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Gerald Horne: From a Jim Crow hospital to the American Book Award


By Toni Mooney Smith

Born in a Jim Crow hospital. Attended racially segregated “apartheid schools.” Grew up in the Mill Creek Valley neighborhood of St. Louis, an area similar to Tulsa’s Black Wall Street and home to several prominent Black businesses that were erased forever by racially motivated construction projects. Each of these circumstances shaped the unique prism through which Moores Professor of History Gerald Horne views the world. His relentless tenacity for scholarly achievement is captured in his over three dozen books, 100 scholarly publications and, most recently, his receipt of the 2021 American Book Award for “The Dawning of the Apocalypse: The Roots of Slavery, White Supremacy, Settler Colonialism, and Capitalism in the Long Sixteenth Century.”

Throughout Horne’s academic career, his study of neglected episodes in world history has shed light on misrepresented individuals and populations, including those who have struggled for racial and social justice. “The Dawning of the Apocalypse” reexamines the conventional understanding of American colonialism, painting a new picture of the marginalization Africans and indigenous peoples suffered following the arrival of Columbus.

“Gerald Horne’s scholarly erudition is exceptional, and this honor further recognizes his outstanding accomplishments as an author and historian,” said Paula Myrick Short, UH senior vice president for academic affairs and provost. “Professor Horne is a prolific author, scholar and historian whose research is a testament to the scholarship taking place at University of Houston. His American Book Award furthers the University’s reputation as a prime destination for the best writers in the nation.”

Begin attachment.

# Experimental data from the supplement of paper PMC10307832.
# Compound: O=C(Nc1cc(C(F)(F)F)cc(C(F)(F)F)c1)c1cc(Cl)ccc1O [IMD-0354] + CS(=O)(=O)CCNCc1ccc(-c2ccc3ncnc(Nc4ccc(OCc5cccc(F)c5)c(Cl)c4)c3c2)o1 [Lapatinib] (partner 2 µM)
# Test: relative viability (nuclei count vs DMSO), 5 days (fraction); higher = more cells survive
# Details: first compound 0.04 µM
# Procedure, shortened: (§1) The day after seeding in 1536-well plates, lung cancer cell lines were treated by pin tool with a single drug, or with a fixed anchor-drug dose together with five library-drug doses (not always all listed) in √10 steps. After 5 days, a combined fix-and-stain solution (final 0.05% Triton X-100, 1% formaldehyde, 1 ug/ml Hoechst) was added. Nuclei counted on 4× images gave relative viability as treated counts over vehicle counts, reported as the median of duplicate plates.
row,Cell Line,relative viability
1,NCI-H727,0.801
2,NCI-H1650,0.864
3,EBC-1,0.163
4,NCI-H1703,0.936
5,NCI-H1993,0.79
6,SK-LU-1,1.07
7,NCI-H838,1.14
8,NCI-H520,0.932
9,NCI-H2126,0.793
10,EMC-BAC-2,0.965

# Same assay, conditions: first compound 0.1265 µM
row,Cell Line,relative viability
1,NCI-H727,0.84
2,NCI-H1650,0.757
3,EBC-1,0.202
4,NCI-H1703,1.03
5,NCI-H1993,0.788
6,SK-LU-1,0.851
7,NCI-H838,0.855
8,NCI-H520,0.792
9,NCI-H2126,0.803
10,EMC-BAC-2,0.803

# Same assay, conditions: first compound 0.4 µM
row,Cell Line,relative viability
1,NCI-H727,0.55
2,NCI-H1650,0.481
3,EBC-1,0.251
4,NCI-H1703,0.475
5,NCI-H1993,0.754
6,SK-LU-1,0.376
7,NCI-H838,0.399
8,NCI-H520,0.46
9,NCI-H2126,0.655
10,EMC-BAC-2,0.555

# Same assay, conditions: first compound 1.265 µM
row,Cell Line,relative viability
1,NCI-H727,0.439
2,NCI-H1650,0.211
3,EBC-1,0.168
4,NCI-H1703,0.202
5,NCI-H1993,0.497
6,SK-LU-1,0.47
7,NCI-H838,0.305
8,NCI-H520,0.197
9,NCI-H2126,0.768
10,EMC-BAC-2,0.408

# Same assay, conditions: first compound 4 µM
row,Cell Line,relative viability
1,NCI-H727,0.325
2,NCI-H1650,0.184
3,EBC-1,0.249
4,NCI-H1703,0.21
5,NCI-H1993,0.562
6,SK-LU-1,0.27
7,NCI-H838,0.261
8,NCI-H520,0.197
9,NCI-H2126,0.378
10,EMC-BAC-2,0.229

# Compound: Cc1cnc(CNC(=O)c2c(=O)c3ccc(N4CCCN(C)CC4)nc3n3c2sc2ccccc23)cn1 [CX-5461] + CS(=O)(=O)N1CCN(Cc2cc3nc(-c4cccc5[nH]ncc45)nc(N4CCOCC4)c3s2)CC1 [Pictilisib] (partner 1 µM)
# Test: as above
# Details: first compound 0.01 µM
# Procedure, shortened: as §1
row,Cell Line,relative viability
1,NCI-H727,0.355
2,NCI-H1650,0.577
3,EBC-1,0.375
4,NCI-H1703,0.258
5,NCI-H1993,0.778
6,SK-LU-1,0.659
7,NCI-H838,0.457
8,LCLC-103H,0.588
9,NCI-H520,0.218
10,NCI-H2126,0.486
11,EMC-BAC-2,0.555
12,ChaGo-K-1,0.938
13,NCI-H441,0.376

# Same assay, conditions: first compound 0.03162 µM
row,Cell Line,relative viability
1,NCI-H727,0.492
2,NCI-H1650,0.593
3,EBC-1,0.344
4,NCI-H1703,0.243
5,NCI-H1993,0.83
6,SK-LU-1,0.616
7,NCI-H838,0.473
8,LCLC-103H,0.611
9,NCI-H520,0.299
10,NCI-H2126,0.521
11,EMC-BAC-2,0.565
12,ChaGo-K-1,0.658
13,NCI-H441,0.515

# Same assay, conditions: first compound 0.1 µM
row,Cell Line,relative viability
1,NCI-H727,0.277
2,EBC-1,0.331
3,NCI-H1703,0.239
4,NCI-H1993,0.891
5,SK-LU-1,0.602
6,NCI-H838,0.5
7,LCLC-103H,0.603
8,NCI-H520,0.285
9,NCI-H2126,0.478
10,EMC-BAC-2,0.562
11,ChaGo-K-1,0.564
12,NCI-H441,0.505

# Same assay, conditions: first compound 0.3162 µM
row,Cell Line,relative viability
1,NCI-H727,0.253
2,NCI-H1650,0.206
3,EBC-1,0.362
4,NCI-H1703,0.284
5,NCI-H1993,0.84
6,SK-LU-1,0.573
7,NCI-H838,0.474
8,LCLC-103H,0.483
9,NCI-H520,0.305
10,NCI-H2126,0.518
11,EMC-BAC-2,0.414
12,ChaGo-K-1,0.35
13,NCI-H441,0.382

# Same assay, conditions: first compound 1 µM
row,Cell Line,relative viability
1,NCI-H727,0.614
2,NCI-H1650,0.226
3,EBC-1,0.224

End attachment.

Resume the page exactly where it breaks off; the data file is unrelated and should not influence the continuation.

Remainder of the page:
While many of Horne’s books use a celebrated, intriguing or politically engaged individual as a springboard to inspect the historical forces of their times, Horne has also produced broad chronicles of infrequently examined periods and aspects of the history of white supremacy and imperialism. Horne’s humble beginnings – his father drove a construction mixer and his mother worked intermittently as a day laborer – gave rise to an academic career in which he has paid particular attention to the plights of the oppressed. His grandfather’s work as a university janitor helped to cement his drive toward scholarly life; his educational path led him to Princeton University, Columbia University and the University of California, Berkeley, where he earned his law degree.

“I hope that this book [“The Dawning of the Apocalypse”] will help the United States to understand itself,” Horne said. “A central part of my project is to understand how England, a minor monarchy on the outskirts of Europe, was able to surpass Spain, which had ‘first mover’s advantage’ insofar as it sponsored Christopher Columbus in 1492. I also place the rise of ‘race’ and racism, which has bedeviled peoples of African descent, in the context of religious conflict – between Christians and Muslims, between Catholics and Protestants and, of course, anti-Jewish fervor. Understanding the religious roots of ‘race’ and racism should help policymakers to understand better the utter persistence of this malignant phenomenon – and arm the victims of this malignancy for battles ahead.”

Read the rest at the University of Houston

The Dawning of the Apocalypse: The Roots of Slavery, White Supremacy, Settler Colonialism, and Capitalism in the Long Sixteenth Century

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